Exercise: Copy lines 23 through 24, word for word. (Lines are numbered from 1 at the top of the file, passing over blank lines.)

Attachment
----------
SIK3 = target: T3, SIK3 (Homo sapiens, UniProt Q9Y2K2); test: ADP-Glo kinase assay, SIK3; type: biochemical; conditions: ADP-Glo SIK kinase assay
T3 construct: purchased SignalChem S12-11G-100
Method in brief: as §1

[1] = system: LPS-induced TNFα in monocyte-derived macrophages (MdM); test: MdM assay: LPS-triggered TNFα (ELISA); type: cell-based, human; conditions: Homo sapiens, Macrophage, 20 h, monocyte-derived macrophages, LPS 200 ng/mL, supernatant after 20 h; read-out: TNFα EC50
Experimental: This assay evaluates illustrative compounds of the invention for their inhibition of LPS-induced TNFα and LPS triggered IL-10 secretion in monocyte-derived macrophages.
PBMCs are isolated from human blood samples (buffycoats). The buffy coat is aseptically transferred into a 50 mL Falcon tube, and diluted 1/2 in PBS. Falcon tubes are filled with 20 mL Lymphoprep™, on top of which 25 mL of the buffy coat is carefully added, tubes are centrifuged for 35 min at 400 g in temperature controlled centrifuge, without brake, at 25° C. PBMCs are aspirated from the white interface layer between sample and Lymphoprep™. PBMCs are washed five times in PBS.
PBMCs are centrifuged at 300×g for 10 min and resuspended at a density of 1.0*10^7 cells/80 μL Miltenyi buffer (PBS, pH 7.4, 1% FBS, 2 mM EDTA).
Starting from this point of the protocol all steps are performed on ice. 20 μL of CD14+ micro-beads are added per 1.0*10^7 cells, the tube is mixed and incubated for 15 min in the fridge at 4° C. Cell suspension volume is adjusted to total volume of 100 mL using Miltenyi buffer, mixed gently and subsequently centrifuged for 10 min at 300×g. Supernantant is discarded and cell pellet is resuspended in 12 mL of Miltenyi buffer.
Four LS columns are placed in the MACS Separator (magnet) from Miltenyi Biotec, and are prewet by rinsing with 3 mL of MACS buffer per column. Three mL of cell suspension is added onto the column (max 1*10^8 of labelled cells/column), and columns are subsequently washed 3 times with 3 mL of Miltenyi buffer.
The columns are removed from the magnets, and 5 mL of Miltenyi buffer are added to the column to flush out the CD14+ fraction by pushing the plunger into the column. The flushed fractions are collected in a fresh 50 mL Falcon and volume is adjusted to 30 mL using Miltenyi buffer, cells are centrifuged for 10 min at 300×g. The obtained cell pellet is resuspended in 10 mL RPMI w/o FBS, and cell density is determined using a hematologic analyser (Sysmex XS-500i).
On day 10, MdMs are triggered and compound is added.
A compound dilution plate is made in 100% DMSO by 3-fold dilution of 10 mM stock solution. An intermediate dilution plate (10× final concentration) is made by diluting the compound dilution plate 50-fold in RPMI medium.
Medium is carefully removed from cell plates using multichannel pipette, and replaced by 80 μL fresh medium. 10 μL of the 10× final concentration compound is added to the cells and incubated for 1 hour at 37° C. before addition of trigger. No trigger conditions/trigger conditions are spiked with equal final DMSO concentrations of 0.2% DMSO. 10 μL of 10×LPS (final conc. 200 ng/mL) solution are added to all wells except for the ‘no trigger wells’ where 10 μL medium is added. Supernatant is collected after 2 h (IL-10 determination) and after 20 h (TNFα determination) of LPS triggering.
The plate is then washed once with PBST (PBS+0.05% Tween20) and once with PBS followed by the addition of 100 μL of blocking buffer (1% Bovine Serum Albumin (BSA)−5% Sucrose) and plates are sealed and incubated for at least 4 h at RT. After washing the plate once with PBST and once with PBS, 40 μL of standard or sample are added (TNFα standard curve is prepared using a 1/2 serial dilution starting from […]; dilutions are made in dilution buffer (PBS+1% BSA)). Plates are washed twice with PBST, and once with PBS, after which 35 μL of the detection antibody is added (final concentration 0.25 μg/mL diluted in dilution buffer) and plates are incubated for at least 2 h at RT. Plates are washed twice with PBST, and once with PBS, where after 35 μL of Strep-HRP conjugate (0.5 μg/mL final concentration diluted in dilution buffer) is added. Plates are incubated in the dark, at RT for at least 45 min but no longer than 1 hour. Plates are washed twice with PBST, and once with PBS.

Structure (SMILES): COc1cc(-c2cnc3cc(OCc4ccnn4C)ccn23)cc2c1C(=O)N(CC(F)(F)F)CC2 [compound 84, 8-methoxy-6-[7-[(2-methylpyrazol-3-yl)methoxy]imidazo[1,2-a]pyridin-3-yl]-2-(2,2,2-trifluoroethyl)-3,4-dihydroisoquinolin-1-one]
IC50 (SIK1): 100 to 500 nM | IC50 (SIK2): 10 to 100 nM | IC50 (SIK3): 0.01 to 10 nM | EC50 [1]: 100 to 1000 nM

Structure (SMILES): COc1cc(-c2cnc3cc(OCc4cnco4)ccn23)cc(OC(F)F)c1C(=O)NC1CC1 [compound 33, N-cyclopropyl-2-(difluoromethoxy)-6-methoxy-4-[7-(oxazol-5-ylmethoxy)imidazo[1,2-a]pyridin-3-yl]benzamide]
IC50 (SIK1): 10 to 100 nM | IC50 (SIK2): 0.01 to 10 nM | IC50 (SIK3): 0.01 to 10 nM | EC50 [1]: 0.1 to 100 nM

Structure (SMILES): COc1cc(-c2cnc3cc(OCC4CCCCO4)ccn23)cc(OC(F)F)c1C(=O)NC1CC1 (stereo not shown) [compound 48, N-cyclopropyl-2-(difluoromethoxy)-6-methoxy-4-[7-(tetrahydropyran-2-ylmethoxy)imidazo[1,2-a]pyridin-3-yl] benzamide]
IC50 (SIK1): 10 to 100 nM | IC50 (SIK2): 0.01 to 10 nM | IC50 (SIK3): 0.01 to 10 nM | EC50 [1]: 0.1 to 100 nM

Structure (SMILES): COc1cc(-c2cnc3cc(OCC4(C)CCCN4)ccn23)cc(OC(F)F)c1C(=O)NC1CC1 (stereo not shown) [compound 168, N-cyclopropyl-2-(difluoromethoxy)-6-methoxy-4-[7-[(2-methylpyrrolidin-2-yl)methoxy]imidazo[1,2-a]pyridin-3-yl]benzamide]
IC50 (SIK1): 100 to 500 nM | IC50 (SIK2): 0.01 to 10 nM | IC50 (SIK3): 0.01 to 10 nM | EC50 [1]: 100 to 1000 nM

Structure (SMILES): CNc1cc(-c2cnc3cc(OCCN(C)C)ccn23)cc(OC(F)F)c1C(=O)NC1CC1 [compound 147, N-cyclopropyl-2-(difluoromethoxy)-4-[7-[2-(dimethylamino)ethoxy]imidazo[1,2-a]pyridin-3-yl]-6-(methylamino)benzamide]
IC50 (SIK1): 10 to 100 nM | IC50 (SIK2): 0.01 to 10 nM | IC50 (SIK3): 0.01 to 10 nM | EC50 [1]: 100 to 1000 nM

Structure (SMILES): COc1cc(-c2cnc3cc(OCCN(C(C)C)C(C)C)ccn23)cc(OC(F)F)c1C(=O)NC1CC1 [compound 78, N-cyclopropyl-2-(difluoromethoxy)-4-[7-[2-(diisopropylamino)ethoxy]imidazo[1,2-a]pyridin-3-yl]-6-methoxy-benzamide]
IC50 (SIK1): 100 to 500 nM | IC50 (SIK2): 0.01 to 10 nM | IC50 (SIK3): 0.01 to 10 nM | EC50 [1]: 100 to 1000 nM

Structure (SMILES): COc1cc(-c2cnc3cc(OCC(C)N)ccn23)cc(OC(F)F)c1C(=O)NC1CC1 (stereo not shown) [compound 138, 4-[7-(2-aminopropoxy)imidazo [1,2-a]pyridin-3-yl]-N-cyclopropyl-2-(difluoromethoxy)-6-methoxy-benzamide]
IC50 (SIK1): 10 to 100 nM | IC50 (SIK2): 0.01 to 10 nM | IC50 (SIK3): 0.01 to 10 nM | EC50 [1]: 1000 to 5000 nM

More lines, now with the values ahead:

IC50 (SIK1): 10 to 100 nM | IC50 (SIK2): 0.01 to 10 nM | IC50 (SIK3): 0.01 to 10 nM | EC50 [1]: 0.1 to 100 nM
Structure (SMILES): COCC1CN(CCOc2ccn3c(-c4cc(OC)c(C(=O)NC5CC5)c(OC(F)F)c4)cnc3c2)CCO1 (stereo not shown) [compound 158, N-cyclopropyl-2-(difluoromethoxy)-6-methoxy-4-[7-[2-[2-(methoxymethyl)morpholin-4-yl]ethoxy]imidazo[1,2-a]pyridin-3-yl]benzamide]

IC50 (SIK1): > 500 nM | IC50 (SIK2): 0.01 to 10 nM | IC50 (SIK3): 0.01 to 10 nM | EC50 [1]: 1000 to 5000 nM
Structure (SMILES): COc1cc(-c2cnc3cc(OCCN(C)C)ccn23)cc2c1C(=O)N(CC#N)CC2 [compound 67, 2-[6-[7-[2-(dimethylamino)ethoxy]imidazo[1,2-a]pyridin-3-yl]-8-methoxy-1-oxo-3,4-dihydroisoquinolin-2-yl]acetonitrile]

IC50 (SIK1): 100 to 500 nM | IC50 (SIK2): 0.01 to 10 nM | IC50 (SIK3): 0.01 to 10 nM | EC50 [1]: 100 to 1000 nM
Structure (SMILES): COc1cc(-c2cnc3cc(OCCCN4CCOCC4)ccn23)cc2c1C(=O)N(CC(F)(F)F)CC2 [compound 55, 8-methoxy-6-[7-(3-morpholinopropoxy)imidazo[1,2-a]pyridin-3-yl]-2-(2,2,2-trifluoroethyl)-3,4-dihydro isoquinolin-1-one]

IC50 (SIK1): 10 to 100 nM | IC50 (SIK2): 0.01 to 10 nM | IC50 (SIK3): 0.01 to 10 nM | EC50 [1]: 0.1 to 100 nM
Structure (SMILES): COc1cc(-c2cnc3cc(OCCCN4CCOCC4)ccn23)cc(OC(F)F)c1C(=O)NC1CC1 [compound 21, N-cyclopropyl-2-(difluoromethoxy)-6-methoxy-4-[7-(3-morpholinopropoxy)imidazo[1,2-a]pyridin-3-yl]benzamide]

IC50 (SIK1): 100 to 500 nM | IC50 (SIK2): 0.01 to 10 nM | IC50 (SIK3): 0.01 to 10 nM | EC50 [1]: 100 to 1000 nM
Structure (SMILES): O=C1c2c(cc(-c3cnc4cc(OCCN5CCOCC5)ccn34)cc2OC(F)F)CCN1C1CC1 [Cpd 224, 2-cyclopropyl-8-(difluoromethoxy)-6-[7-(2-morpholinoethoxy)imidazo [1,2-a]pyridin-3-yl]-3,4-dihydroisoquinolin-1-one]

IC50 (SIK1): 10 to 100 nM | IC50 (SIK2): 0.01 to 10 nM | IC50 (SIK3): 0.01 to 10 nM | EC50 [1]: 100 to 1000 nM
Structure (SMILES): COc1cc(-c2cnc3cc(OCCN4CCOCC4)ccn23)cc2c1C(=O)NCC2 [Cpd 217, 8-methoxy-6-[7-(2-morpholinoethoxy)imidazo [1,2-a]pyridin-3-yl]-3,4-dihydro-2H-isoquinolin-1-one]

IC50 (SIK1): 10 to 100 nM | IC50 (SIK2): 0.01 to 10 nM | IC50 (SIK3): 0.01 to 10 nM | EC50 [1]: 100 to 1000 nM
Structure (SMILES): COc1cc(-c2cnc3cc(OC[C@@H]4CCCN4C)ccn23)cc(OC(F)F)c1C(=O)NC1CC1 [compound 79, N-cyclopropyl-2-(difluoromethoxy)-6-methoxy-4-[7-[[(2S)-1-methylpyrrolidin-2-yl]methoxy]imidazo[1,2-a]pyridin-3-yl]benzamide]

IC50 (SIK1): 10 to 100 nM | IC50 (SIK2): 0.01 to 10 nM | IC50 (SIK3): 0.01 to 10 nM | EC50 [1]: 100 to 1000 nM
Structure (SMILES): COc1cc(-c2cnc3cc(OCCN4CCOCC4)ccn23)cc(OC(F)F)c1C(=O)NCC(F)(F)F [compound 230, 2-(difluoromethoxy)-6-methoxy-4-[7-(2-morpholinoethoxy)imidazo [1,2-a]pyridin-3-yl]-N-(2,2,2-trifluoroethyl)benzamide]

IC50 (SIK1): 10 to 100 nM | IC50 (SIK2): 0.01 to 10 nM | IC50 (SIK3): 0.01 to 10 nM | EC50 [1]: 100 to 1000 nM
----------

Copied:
Structure (SMILES): CNc1cc(-c2cnc3cc(OCCN(C)C)ccn23)cc(OC(F)F)c1C(=O)NC1CC1 [compound 147, N-cyclopropyl-2-(difluoromethoxy)-4-[7-[2-(dimethylamino)ethoxy]imidazo[1,2-a]pyridin-3-yl]-6-(methylamino)benzamide]
IC50 (SIK1): 10 to 100 nM | IC50 (SIK2): 0.01 to 10 nM | IC50 (SIK3): 0.01 to 10 nM | EC50 [1]: 100 to 1000 nM